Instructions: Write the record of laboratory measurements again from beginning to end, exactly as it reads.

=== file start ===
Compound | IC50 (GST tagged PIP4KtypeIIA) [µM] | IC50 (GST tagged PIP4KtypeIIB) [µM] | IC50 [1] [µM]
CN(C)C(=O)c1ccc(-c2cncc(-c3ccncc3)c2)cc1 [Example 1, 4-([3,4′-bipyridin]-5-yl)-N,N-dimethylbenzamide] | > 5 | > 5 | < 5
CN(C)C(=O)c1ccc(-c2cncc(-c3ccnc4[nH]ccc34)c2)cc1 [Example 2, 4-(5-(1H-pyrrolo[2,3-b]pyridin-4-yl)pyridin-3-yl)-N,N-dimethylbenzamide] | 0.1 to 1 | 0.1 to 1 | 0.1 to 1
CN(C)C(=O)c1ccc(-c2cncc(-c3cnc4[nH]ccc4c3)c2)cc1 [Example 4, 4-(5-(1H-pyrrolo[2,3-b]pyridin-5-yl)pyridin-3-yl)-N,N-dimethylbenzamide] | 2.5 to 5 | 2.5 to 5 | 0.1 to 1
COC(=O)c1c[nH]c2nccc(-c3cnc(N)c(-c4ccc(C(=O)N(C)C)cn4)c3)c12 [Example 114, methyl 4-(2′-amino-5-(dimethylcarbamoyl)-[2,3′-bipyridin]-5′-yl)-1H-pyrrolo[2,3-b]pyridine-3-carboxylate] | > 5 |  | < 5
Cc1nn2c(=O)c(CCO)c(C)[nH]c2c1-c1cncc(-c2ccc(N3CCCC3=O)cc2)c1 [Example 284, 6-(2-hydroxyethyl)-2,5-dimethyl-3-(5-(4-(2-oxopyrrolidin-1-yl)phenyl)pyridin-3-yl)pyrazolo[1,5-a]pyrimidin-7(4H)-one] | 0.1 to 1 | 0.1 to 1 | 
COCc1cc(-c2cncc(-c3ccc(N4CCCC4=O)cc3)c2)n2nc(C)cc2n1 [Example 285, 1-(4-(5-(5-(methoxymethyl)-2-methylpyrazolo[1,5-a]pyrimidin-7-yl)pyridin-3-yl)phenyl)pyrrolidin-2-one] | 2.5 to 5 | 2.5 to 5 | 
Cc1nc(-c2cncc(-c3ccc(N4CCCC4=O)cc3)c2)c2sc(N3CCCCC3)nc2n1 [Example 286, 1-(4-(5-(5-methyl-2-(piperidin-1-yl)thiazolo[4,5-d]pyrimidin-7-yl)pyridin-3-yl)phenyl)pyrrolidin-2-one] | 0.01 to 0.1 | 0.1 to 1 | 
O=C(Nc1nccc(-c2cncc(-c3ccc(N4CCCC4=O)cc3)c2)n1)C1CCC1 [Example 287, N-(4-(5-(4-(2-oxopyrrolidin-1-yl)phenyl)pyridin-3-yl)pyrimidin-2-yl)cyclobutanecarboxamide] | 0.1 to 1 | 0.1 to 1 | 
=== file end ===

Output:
Compound | IC50 (GST tagged PIP4KtypeIIA) [µM] | IC50 (GST tagged PIP4KtypeIIB) [µM] | IC50 [1] [µM]
CN(C)C(=O)c1ccc(-c2cncc(-c3ccncc3)c2)cc1 [Example 1, 4-([3,4′-bipyridin]-5-yl)-N,N-dimethylbenzamide] | > 5 | > 5 | < 5
CN(C)C(=O)c1ccc(-c2cncc(-c3ccnc4[nH]ccc34)c2)cc1 [Example 2, 4-(5-(1H-pyrrolo[2,3-b]pyridin-4-yl)pyridin-3-yl)-N,N-dimethylbenzamide] | 0.1 to 1 | 0.1 to 1 | 0.1 to 1
CN(C)C(=O)c1ccc(-c2cncc(-c3cnc4[nH]ccc4c3)c2)cc1 [Example 4, 4-(5-(1H-pyrrolo[2,3-b]pyridin-5-yl)pyridin-3-yl)-N,N-dimethylbenzamide] | 2.5 to 5 | 2.5 to 5 | 0.1 to 1
COC(=O)c1c[nH]c2nccc(-c3cnc(N)c(-c4ccc(C(=O)N(C)C)cn4)c3)c12 [Example 114, methyl 4-(2′-amino-5-(dimethylcarbamoyl)-[2,3′-bipyridin]-5′-yl)-1H-pyrrolo[2,3-b]pyridine-3-carboxylate] | > 5 |  | < 5
Cc1nn2c(=O)c(CCO)c(C)[nH]c2c1-c1cncc(-c2ccc(N3CCCC3=O)cc2)c1 [Example 284, 6-(2-hydroxyethyl)-2,5-dimethyl-3-(5-(4-(2-oxopyrrolidin-1-yl)phenyl)pyridin-3-yl)pyrazolo[1,5-a]pyrimidin-7(4H)-one] | 0.1 to 1 | 0.1 to 1 | 
COCc1cc(-c2cncc(-c3ccc(N4CCCC4=O)cc3)c2)n2nc(C)cc2n1 [Example 285, 1-(4-(5-(5-(methoxymethyl)-2-methylpyrazolo[1,5-a]pyrimidin-7-yl)pyridin-3-yl)phenyl)pyrrolidin-2-one] | 2.5 to 5 | 2.5 to 5 | 
Cc1nc(-c2cncc(-c3ccc(N4CCCC4=O)cc3)c2)c2sc(N3CCCCC3)nc2n1 [Example 286, 1-(4-(5-(5-methyl-2-(piperidin-1-yl)thiazolo[4,5-d]pyrimidin-7-yl)pyridin-3-yl)phenyl)pyrrolidin-2-one] | 0.01 to 0.1 | 0.1 to 1 | 
O=C(Nc1nccc(-c2cncc(-c3ccc(N4CCCC4=O)cc3)c2)n1)C1CCC1 [Example 287, N-(4-(5-(4-(2-oxopyrrolidin-1-yl)phenyl)pyridin-3-yl)pyrimidin-2-yl)cyclobutanecarboxamide] | 0.1 to 1 | 0.1 to 1 | 